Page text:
H0[i]=72.5; PT[i]=+2.1; NT[i++]=-2.1; //  Bolejko

H0[i]=68.1; PT[i]=+2; NT[i++]=-2; //  Bolejko

H0[i]=76; PT[i]=+8; NT[i++]=-8; //  Braatz

H0[i]=69.3; PT[i]=+4.2; NT[i++]=-4.2; //  Braatz

H0[i]=71.9; PT[i]=+7.1; NT[i++]=-7.1; //  Cantiello et al.

H0[i]=73.24; PT[i]=+1.74; NT[i++]=-1.74; //  Chen

H0[i]=67.4; PT[i]=+0.5; NT[i++]=-0.5; //  Chen

H0[i]=73.24; PT[i]=+1.74; NT[i++]=-1.74; //  Choudhury & Choubey

H0[i]=72.8; PT[i]=+1.6; NT[i++]=-1.6; //  Dhawan et al.

H0[i]=55; PT[i]=+7; NT[i++]=-20; //  Di Valentino & Melchiorri

H0[i]=67.06; PT[i]=+1.68; NT[i++]=-1.68; //  Gomez-Valent

H0[i]=68.9; PT[i]=+1.96; NT[i++]=-1.96; //  Gomez-Valent

H0[i]=68.45; PT[i]=+2; NT[i++]=-2; //  Gomez-Valent

H0[i]=73.5; PT[i]=+4.6; NT[i++]=-4.7; //  Grillo

H0[i]=72.8; PT[i]=+4.3; NT[i++]=-4.1; //  Grillo

H0[i]=69.8; PT[i]=+5.3; NT[i++]=-4.1; //  Grillo

H0[i]=70.38; PT[i]=+0.6; NT[i++]=-0.6; //  Hoeneisen et al.

H0[i]=71.17; PT[i]=+1.66; NT[i++]=-1.66; //  Lee & Jang

H0[i]=73.52; PT[i]=+1.62; NT[i++]=-1.62; //  Riess et al.

H0[i]=73.83; PT[i]=+1.48; NT[i++]=-1.48; //  Riess et al.

H0[i]=73.48; PT[i]=+1.66; NT[i++]=-1.66; //  Riess et al.

H0[i]=74.4; PT[i]=+4.9; NT[i++]=-4.9; //  Van Putten

H0[i]=74.5; PT[i]=+7.3; NT[i++]=-7.3; //  Van Putten

H0[i]=74.9; PT[i]=+2.6; NT[i++]=-2.6; //  Van Putten

H0[i]=66.8; PT[i]=+1.9; NT[i++]=-1.9; //  Van Putten

H0[i]=73.75; PT[i]=+1.44; NT[i++]=-1.44; //  Van Putten

H0[i]=70; PT[i]=+12; NT[i++]=-8; //  Vitale

H0[i]=67; PT[i]=+4; NT[i++]=-4; //  Yu et al.

H0[i]=67.498; PT[i]=+7.97; NT[i++]=-3.278; //  Zhang

H0[i]=70; PT[i]=+12; NT[i++]=-8; //  Abbott

H0[i]=72.5; PT[i]=+2.5; NT[i++]=-8; //  Bethapudi & Desai

H0[i]=71.9; PT[i]=+2.4; NT[i++]=-3; //  Bonvin et al.

H0[i]=69.2; PT[i]=+1.4; NT[i++]=-2.2; //  Bonvin et al.

H0[i]=79; PT[i]=+4.4; NT[i++]=-4.2; //  Bonvin et al.

H0[i]=73.75; PT[i]=+2.11; NT[i++]=-2.11; //  Cardona

H0[i]=67.81; PT[i]=+0.92; NT[i++]=-0.92; //  Cardona

H0[i]=66.93; PT[i]=+0.62; NT[i++]=-0.62; //  Cardona

H0[i]=73.46; PT[i]=+1.4; NT[i++]=-1.4; //  Cardona

H0[i]=68.3; PT[i]=+2.7; NT[i++]=-2.6; //  Chen Yun et al.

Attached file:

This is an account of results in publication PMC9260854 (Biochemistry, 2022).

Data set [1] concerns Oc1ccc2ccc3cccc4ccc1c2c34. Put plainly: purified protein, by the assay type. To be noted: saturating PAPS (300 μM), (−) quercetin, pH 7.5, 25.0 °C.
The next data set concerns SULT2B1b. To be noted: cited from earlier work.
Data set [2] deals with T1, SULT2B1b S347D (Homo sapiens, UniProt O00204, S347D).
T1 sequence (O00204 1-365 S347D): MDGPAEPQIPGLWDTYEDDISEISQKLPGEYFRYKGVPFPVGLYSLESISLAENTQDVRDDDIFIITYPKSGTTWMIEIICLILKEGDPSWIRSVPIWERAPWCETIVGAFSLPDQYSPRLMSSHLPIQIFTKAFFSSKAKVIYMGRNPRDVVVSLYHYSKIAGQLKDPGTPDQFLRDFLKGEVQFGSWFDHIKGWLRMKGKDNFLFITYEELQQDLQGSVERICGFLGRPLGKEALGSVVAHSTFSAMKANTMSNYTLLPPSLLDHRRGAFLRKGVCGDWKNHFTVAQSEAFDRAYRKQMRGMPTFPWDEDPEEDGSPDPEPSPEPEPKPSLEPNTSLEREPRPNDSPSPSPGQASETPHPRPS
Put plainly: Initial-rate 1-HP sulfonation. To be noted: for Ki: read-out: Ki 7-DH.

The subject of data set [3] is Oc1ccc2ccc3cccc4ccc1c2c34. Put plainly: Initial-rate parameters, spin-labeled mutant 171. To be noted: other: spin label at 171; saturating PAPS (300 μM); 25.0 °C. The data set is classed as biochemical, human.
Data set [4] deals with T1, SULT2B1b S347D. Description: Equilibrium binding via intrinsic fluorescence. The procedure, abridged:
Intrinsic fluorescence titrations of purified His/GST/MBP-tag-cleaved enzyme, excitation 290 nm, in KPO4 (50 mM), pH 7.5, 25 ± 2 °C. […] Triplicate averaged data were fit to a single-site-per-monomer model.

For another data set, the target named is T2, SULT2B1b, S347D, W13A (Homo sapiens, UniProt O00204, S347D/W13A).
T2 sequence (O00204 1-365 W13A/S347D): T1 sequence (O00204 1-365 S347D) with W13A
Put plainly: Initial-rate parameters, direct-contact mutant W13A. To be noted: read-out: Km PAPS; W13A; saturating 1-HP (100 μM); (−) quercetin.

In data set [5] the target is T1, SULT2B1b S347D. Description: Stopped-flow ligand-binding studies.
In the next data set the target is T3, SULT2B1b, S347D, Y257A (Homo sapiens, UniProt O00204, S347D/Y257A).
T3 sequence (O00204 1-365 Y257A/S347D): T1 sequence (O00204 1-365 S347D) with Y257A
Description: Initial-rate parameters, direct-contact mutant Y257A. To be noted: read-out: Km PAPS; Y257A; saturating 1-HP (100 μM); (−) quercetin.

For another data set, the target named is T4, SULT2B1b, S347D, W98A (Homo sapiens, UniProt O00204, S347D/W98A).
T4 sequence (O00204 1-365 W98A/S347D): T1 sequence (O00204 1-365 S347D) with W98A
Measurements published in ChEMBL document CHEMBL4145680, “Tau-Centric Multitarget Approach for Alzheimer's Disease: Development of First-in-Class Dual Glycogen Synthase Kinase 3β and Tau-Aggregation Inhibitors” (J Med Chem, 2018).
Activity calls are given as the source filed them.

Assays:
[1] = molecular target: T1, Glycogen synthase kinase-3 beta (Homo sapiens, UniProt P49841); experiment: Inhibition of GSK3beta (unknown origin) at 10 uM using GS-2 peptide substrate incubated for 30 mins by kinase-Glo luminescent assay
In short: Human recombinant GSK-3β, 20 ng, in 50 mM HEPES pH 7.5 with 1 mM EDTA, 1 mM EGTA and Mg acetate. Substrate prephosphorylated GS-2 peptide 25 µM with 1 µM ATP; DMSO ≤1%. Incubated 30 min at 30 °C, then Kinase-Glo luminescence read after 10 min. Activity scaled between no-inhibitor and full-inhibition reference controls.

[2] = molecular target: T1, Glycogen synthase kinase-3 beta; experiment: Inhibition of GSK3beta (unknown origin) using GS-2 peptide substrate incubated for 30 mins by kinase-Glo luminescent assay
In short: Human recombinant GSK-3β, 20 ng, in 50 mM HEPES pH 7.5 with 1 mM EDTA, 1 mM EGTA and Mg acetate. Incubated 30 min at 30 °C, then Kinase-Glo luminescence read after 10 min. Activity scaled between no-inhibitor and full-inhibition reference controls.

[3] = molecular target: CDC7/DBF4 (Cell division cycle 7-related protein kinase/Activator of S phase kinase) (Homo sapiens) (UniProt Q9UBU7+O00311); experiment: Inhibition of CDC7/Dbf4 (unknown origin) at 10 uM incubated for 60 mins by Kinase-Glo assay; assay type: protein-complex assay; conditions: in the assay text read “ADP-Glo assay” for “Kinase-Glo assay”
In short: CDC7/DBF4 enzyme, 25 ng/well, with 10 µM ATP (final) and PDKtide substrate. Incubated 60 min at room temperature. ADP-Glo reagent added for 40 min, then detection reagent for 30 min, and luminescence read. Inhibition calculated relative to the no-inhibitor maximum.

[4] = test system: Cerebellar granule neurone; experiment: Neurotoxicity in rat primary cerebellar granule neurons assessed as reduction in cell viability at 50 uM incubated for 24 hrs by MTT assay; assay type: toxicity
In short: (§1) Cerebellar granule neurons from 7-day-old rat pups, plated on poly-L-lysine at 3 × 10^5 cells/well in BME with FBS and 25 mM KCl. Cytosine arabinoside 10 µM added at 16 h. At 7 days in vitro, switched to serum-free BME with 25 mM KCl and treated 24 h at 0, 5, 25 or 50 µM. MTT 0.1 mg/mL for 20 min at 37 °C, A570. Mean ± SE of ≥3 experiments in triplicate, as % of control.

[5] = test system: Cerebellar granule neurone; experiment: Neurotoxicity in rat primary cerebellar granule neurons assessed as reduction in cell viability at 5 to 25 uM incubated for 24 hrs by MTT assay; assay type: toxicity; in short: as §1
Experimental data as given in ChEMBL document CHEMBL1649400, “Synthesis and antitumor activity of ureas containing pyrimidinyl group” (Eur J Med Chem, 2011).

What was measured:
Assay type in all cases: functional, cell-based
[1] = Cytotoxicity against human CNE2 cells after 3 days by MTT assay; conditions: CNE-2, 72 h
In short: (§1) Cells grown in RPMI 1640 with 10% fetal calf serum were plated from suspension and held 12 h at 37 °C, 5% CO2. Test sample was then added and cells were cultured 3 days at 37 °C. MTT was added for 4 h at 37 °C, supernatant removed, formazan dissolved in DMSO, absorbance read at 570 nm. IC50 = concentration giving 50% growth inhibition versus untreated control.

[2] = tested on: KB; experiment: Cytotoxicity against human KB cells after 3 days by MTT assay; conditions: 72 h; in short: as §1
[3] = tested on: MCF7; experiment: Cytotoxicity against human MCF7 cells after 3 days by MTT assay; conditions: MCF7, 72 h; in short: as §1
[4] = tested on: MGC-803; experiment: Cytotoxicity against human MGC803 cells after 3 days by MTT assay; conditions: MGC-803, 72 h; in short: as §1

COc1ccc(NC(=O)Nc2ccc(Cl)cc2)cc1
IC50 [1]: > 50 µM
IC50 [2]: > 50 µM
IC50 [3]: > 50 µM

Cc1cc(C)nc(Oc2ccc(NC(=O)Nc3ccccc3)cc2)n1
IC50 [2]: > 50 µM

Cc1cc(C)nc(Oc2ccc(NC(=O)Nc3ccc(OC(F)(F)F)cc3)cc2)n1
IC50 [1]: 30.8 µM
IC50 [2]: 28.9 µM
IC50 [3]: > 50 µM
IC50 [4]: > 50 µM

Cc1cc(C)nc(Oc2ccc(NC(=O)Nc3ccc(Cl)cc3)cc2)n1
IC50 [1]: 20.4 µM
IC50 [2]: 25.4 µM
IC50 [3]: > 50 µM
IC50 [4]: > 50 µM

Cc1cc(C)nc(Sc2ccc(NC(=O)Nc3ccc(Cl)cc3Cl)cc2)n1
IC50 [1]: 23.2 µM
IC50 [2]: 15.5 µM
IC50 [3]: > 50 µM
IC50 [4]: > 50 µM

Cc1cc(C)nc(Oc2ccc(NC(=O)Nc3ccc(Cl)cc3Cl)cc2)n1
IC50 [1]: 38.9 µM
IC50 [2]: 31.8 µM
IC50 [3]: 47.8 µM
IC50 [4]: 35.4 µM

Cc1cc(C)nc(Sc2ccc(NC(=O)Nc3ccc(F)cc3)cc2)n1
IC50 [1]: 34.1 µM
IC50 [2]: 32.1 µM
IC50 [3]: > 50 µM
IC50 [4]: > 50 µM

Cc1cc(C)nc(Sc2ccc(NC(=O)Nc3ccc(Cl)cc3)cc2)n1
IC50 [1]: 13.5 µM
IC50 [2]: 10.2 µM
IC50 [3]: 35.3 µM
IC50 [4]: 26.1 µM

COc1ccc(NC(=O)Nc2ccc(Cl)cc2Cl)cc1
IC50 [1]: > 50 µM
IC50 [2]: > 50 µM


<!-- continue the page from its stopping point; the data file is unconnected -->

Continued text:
H0[i]=68.4; PT[i]=+2.9; NT[i++]=-3.3; //  Chen Yun et al.

H0[i]=65; PT[i]=+6.6; NT[i++]=-6.6; //  Chen Yun et al.

H0[i]=67.9; PT[i]=+2.4; NT[i++]=-2.4; //  Chen Yun et al.

H0[i]=68; PT[i]=+2.8; NT[i++]=-2.8; //  Farooq

H0[i]=73.24; PT[i]=+1.74; NT[i++]=-1.74; //  Farooq

H0[i]=72.72; PT[i]=+1.67; NT[i++]=-1.67; //  Feeney et al.

H0[i]=73.15; PT[i]=+1.78; NT[i++]=-1.78; //  Feeney et al.

H0[i]=67.6; PT[i]=+0.7; NT[i++]=-0.6; //  Grieb et al.

H0[i]=73; PT[i]=+1.75; NT[i++]=-1.75; //  Guo & Zhang

H0[i]=73.24; PT[i]=+1.74; NT[i++]=-1.74; //  Hjorth et al.

H0[i]=69.13; PT[i]=+0.24; NT[i++]=-0.24; //  Huang and Huang

H0[i]=71.66; PT[i]=+1.8; NT[i++]=-1.8; //  Jang & Lee

H0[i]=73.72; PT[i]=+2.03; NT[i++]=-2.03; //  Jang & Lee

H0[i]=71.17; PT[i]=+1.66; NT[i++]=-1.66; //  Jang & Lee

H0[i]=66.2; PT[i]=+8.9; NT[i++]=-8.9; //  Pritychenko

H0[i]=67.2; PT[i]=+6.9; NT[i++]=-6.9; //  Pritychenko

H0[i]=69.13; PT[i]=+2.34; NT[i++]=-2.34; //  Wang et al.

H0[i]=73.24; PT[i]=+1.74; NT[i++]=-1.74; //  Wei & Wu

H0[i]=69.6; PT[i]=+0.7; NT[i++]=-0.7; //  Wei & Wu

H0[i]=73.1; PT[i]=+5.7; NT[i++]=-6; //  Wong et al.

H0[i]=72.5; PT[i]=+3.1; NT[i++]=-3.1; //  Zhang et al.

H0[i]=67.8; PT[i]=+0.9; NT[i++]=-0.9; //  Ade et al.

H0[i]=66; PT[i]=+6; NT[i++]=-6; //  Gao et al.

H0[i]=70.1; PT[i]=+0.34; NT[i++]=-0.34; //  Ichiki et al.

H0[i]=66.5; PT[i]=+1.8; NT[i++]=-1.8; //  Ludovic et al.

H0[i]=64.2; PT[i]=+1.9; NT[i++]=-1.9; //  Ludovic et al.

H0[i]=91.8; PT[i]=+5.3; NT[i++]=-5.3; //  Moresco et al.

H0[i]=72.25; PT[i]=+2.51; NT[i++]=-2.51; //  Riess et al.

H0[i]=72.04; PT[i]=+2.67; NT[i++]=-2.67; //  Riess et al.

H0[i]=76.18; PT[i]=+2.37; NT[i++]=-2.37; //  Riess et al.

H0[i]=74.5; PT[i]=+3.27; NT[i++]=-3.27; //  Riess et al.

H0[i]=73.24; PT[i]=+1.74; NT[i++]=-1.74; //  Riess et al.

H0[i]=76.2; PT[i]=+3.4; NT[i++]=-3.4; //  Tully et al.

H0[i]=75; PT[i]=+2; NT[i++]=-2; //  Tully et al.

H0[i]=68.17; PT[i]=+1.55; NT[i++]=-1.56; //  Cheng & Qing Guo

H0[i]=68.11; PT[i]=+1.69; NT[i++]=-1.69; //  Cheng & Qing Guo

H0[i]=68.11; PT[i]=+0.86; NT[i++]=-0.86; //  Cheng & Qing Guo

H0[i]=67.7; PT[i]=+1.1; NT[i++]=-1.1; //  Cuesta et al.

H0[i]=69.8; PT[i]=+2.6; NT[i++]=-2.6; //  Jang & Lee

H0[i]=72.2; PT[i]=+3.3; NT[i++]=-3.3; //  Jang & Lee

H0[i]=68.1; PT[i]=+5.9; NT[i++]=-5.9; //  Kumar et al.

H0[i]=73; PT[i]=+26; NT[i++]=-22; //  Kuo et al.

H0[i]=70.6; PT[i]=+2.6; NT[i++]=-2.6; //  Rigault et al.

H0[i]=68.8; PT[i]=+3.3; NT[i++]=-3.3; //  Rigault et al.

H0[i]=67.3; PT[i]=+1.2; NT[i++]=-1.2; //  Ade et al.

H0[i]=70.8; PT[i]=+2.4; NT[i++]=-2.4; //  Ben-Dayan et al.

H0[i]=69.6; PT[i]=+0.7; NT[i++]=-0.7; //  Bennett et al.

H0[i]=64.9; PT[i]=+4.2; NT[i++]=-4.2; //  Busti et al.

H0[i]=72.5; PT[i]=+2.5; NT[i++]=-2.5; //  Efstathiou

H0[i]=70.6; PT[i]=+3.3; NT[i++]=-3.3; //  Efstathiou

H0[i]=74.1; PT[i]=+2.2; NT[i++]=-2.2; //  Lima & Cunha